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March 2008

Features

Backup
and Recovery

Trend Talk by Amin Marts

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Two techniques are used when analyzing data for recurring patterns: byte and block level. At the byte level the file itself is in play. The deltas, or changes, are recorded as file versions. Think of this as the version control WebDAV associates to collaboration. Typically they are stored in 100MB chunks, as opposed the 8Kb chunks in which block data is stored. The type of data, median file size, and amount of data changed daily, weekly or monthly are typical factors to take into account when determining the appropriate solution. At a high level, fewer 'data chunks' means less file system defragmentation. As capacity-optimized storage is a disk-based solution, preservation of file system performance is critical to the overall health of the backup solution.

An analogous battle-tested solution within the Novell Workgroup stack is iFolder. Designed to provide mobile users with access to their data anytime and anywhere, it has also seen action in augmenting backup and recovery solutions. By design, it transmits only the deltas from the directory of origin (such as a desktop) to the target, back-end server. Replication and transmission of the deltas from the desktop to the data center preserve bandwidth while simultaneously reducing data upload times. In this way, iFolder represents the same conceptual idea as capacity-optimized storage—but applied to a different use case.

Continuous Data Protection (CDP):

According to the Storage Networking Industry Association, Continuous Data Protection (CDP) is “a methodology that continuously captures or tracks data modification and stores changes independently of the primary data, enabling recovery points from any point in the past. CDP systems may be block-, file- or application-based and can provide fine granularities of restorable objects to infinitely variable recovery points.” (For more information, see snia.org/forums/dmf/programs/data_protect_init/cdp/.)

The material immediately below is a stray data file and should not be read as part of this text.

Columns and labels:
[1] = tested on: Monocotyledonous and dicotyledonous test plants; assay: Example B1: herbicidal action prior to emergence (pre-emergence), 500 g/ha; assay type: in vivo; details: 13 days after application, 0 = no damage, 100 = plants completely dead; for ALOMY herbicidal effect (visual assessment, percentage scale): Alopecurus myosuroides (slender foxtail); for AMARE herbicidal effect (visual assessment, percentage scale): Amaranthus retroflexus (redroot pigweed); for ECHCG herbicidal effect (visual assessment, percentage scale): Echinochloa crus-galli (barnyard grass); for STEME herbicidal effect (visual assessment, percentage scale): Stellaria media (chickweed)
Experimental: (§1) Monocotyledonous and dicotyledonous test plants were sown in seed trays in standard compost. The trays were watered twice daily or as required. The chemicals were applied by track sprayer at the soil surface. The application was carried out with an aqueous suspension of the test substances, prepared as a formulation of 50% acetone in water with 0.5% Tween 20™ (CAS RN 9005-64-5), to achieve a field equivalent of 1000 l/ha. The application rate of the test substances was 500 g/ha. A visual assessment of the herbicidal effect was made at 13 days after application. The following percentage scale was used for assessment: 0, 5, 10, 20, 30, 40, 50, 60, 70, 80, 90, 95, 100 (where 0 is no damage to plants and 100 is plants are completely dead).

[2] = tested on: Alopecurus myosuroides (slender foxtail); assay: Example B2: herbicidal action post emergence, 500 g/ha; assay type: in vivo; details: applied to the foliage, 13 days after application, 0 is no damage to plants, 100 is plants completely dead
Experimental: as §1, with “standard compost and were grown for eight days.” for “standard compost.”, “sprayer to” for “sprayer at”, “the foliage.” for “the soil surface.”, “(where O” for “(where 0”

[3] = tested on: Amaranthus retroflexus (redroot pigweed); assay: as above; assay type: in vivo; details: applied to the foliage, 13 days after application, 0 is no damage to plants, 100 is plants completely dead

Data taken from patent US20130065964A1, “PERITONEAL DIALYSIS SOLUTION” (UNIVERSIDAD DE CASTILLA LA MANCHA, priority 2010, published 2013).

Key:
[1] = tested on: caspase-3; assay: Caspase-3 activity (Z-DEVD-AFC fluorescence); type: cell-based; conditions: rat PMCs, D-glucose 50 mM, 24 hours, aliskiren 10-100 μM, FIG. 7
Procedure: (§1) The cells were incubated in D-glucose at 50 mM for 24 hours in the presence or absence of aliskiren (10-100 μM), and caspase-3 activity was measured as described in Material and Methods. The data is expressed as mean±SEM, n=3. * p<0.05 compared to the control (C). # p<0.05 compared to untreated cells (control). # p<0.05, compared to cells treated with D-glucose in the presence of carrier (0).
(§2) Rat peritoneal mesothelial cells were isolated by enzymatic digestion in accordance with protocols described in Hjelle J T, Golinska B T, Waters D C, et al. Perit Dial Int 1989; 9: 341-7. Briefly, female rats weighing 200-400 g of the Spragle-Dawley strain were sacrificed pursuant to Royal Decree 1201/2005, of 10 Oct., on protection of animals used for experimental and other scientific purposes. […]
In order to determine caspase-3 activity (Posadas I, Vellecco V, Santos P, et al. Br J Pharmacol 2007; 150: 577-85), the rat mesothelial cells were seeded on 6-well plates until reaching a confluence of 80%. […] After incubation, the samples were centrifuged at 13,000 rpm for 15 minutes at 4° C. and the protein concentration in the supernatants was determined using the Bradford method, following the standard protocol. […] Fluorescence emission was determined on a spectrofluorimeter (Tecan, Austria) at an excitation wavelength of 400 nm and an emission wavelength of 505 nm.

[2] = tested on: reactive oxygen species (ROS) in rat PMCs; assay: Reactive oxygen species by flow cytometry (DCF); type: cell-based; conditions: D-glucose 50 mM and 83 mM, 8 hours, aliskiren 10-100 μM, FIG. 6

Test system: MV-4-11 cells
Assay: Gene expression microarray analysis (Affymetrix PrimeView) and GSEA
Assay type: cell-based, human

In essence, the technology provides a framework from which aggressive RTOs can be met with minimal effort. The technology can be best thought of as a robust file system journal capturing data writes. Because of its architecture, CDP technology is targeted at the

application. Its primary role is to get the application and its associated data back online quickly in case of failure.

A typical use case scenario for this technology is not complete disaster recovery, but repairing database corruption or accidental file deletions. Typically, the technology provides the greatest benefit in environments that meet the following criteria:

  • Frequent data change
  • Traditional backup is not an option
  • Datasets are large transactional systems

Introducing newer technologies like continuous data protection to an existing disaster recovery strategy provides for additional layers of data survivability. Many organizations understand this, but don't know exactly where or how to implement it.

When it comes to backup and recovery best practices, it's best to standardize on a solution where possible. Successfully mixing and matching best-of-breed software components from multiple vendors poses significant interoperability challenges. Additionally, it's a disaster recovery nightmare waiting to happen. The reasons for this are simple: More so than with hardware, the backup and recovery market is not built around interoperability between vendors, an important caveat as it relates to the media server. CDP is the brains of the operation and, as such, must be compatible with other applications in the backup and recovery system. Its primary responsibility is to manage backup operations—mainly scheduling; however, it also serves as the location of the backup catalog. The catalog is a record of all the data that has been backed up. To have a catalog that spans years and terabytes of data is common.

Case in point: HIPPA regulations dictate a seven-year capture of information. Think about the number of digital records encapsulated within a single patient's file in that time frame. Then multiply that by an entire hospital's files. Real-world examples such as this demonstrate why data backup and recovery have become so critical to enterprise operations.

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